March 8th 1911: International Women’s Day launched
On this day in 1911, International Women’s Day was launched in Copenhagen by Clara Zetkin. Zetkin, a German socialist activist, led the Women’s Office of the Social Democratic Party. The official commemoration of the day began in an attempt to draw attention to the struggle for female suffrage and women’s rights. Activists organised demonstrations and protests for March 8th in order to have more far-reaching impact. Initially only celebrated in Europe, it soon became a global phenomenon, spreading to Russia, Australia and the United States. Ever since 1996, the UN has established official themes for International Day; this year’s theme is 'Inspiring Change'.
October 23rd 1915: Suffrage parade
On this day in 1915, over 25,000 women marched on Fifth Avenue in New York City. They were advocating female suffrage and women’s rights in America. The campaign for female suffrage culminated in the passage of the Nineteenth Amendment to the US Constitution in 1920 which ensured the right to vote shall not be denied on account of sex. Notable figures in the female suffrage movement in America include Susan B. Anthony and Elizabeth Cady Stanton.
June 18th 1873: Susan B. Anthony fined
On this day in 1873, Susan B. Anthony was fined $100 for trying to vote in the 1872 presidential election. Anthony was a famous advocate of women’s rights and female suffrage and co-founded the first Women’s Temperance Movement. She was arrested and eventually fined after trying to vote in the election, despite her argument that she was protected by the Fourteenth Amendment. Anthony used the publicity to raise awareness of women’s rights and traveled the United States and Europe spreading her message of equality.
April 5th 1887: Helen Keller makes her ‘miracle’ breakthrough
On this day in 1887 the deaf-blind Helen Keller aged 7 recognised the word ‘water’. Keller was left deaf and blind from an illness when she was 19 months old. Her parents sought someone to educate her, going to notable figures like Alexander Graham Bell, and eventually settling with the young Anne Sullivan (‘The Miracle Worker’) in 1887. Sullivan taught Helen to communicate by spelling words into her hand, but at first Helen could not understand that every object had a name. Her breakthrough on April 5th was when she realised that Sullivan spelling ‘w-a-t-e-r’ into her hand and the sensation of running water on her other hand symbolised ‘water’. From then on Helen was a fast learner, leaning 30 new words that day and going on to learn to write and speak so, by aged 16, she could attend school. Keller became the first deaf-blind person to earn a Bachelor of Arts degree and went on to campaign for leftist causes, female suffrage and pacifism. She campaigned around the world and was highly respected and honoured as a symbol of hope and courage.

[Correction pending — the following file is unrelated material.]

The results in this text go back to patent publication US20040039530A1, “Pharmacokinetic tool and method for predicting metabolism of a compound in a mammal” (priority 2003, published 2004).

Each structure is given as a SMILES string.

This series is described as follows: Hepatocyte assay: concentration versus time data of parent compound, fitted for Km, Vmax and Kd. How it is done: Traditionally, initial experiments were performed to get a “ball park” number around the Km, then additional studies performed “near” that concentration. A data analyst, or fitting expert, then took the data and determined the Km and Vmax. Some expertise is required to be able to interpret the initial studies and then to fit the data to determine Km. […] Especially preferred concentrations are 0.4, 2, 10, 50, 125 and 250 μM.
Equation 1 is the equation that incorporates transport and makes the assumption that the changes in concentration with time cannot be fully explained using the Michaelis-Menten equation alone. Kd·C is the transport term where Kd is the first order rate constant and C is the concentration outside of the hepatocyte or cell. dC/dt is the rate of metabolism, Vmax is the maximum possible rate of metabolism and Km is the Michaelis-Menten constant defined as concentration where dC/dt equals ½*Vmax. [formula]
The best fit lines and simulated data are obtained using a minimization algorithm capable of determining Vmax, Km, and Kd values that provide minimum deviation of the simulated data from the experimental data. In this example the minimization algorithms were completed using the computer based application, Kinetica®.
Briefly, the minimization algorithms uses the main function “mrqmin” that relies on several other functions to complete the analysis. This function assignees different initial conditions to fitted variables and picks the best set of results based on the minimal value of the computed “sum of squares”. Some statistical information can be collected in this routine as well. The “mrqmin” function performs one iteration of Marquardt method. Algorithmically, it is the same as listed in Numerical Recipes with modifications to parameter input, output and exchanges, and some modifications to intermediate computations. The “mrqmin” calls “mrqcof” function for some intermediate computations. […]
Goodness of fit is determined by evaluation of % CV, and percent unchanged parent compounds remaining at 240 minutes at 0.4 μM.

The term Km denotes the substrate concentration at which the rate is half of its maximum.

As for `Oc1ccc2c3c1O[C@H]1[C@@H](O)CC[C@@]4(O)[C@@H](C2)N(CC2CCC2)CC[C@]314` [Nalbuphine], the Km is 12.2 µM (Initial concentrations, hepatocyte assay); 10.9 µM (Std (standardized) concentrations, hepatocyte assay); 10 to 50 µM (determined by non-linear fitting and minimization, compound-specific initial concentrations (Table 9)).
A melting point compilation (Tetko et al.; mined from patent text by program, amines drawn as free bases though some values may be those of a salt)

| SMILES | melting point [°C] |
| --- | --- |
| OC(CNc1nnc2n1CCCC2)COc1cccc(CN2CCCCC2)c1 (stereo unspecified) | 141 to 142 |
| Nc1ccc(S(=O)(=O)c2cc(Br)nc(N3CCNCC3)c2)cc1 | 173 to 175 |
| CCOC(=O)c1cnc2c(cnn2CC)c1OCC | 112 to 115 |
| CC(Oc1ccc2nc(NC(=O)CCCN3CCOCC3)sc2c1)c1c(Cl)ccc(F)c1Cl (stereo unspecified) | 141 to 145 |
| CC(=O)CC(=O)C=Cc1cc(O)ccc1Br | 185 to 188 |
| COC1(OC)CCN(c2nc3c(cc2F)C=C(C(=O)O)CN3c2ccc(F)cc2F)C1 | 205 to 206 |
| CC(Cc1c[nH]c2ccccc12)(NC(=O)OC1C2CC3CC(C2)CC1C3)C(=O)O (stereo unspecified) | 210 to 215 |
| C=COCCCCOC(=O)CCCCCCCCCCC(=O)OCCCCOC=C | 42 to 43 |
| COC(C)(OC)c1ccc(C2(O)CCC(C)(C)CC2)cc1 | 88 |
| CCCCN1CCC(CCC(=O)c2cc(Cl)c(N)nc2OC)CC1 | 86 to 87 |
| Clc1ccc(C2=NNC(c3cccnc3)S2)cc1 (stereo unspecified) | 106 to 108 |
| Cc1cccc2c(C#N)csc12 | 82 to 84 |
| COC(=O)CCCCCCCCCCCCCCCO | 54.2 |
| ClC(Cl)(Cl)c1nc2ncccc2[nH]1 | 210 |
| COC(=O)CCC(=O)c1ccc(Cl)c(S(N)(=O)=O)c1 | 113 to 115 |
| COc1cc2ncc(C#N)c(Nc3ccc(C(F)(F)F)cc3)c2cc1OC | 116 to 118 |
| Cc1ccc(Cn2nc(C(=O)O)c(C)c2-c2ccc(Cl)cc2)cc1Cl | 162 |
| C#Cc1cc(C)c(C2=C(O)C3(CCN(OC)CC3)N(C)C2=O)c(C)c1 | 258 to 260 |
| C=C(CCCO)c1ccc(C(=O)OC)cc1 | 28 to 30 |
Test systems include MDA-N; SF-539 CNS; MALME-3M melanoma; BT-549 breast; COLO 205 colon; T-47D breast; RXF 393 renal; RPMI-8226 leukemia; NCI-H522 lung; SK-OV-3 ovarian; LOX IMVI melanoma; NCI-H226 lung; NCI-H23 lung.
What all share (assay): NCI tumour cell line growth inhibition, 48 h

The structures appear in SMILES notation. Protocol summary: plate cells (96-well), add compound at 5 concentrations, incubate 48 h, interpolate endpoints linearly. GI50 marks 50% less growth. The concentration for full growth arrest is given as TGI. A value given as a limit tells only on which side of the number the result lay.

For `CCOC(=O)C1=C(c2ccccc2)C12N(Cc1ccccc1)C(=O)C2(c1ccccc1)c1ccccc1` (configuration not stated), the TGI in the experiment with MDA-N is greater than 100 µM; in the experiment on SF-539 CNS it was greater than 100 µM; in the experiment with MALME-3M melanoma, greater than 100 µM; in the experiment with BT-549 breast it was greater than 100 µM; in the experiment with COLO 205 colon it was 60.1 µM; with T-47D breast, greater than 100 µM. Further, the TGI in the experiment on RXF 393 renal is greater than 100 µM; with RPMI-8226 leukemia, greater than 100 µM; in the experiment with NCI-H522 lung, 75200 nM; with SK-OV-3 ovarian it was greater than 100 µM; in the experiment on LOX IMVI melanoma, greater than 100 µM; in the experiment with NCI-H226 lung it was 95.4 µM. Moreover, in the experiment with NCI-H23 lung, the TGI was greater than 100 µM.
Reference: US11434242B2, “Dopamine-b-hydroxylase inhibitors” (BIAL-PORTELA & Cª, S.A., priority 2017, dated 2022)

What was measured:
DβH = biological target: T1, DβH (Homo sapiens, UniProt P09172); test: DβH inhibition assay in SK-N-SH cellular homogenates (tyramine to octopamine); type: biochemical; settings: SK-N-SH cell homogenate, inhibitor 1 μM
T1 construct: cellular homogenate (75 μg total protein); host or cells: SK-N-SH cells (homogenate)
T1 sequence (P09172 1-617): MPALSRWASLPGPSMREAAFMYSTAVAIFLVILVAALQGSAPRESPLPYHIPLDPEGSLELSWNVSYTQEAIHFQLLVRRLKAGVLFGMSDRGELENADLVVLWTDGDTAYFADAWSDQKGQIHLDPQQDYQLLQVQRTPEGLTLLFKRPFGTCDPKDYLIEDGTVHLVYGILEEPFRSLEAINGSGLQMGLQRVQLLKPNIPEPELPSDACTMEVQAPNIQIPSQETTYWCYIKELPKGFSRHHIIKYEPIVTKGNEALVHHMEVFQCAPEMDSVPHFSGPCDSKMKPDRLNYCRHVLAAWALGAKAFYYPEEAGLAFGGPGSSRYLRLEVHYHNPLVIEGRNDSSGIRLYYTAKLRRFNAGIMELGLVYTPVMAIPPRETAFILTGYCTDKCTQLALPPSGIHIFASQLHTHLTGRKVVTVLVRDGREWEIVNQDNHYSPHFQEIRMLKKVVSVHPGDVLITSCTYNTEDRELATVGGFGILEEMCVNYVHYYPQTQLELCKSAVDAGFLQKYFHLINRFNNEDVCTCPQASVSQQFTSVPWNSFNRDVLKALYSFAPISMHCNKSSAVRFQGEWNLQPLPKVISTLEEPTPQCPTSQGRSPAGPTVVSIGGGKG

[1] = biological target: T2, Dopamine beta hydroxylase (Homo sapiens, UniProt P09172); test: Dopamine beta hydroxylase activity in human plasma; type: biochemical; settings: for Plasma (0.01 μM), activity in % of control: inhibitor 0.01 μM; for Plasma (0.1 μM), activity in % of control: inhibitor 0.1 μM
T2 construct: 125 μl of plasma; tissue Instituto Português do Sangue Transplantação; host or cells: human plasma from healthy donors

She later wrote of her ‘miracle’ of April 5th:
"Suddenly I felt a misty consciousness as of something forgotten–a thrill of returning thought; and somehow the mystery of language was revealed to me…That living word awakened my soul, gave it light, hope, joy, set it free! There were barriers still, it is true, but barriers that could in time be swept away”
November 5th 1872: Susan B. Anthony votes
On this day in 1872, the female suffrage advocate Susan B. Anthony broke the law by voting in the 1872 presidential election. Anthony was a famous advocate of women’s rights and female suffrage and co-founded the first Women’s Temperance Movement. She was arrested on June 18th the following year and eventually fined $100 after trying to vote in the election, despite her argument that she was protected by the Fourteenth Amendment. Anthony used the publicity to raise awareness of women’s rights and traveled the United States and Europe spreading her message of equality.
June 23rd 1972: Title IX
On this day in 1972, Title IX became effective when President Richard Nixon signed it into law. The provision prohibits sexual discrimination in education programmes which receive funding from the federal government. The amendment was authored and introduced by Senator Birch Bayh (D-IN) and was part of the 1972 Education Amendments.
"It is…an important first step in the effort to provide for the women of America something that is rightfully theirs - an equal chance to attend the schools of their choice, to develop the skills they want, and to apply those skills with the knowledge that they will have a fair chance to secure the jobs of their choice with equal pay for equal work"
- Bayh’s remarks on the Senate floor
June 4th 1913: Suffragette dies at Epsom Derby
On this day in 1913, suffragette Emily Wilding Davison ran out in front of King George V’s horse Anmer at the Epsom Derby. She was trampled by the horse and died a few days later. Davison had spent years violently campaigning for women’s rights and female suffrage, being subjected to force feeding whilst on a hunger strike in prison. At the Derby, she appears to have been attempting to attach a suffragette flag to the King’s horse. Some believed she had been aiming to commit suicide and become a martyr, but the fact she had purchased a return rail ticket that day could suggest otherwise. Her motivations are still unclear today. However, her injuries from the incident led to her death on 8th June. Herbert Jones, the jockey on the horse was “haunted by that woman’s face” for many years and committed suicide in 1951.
"Deeds not words"
- Suffragette slogan on her gravestone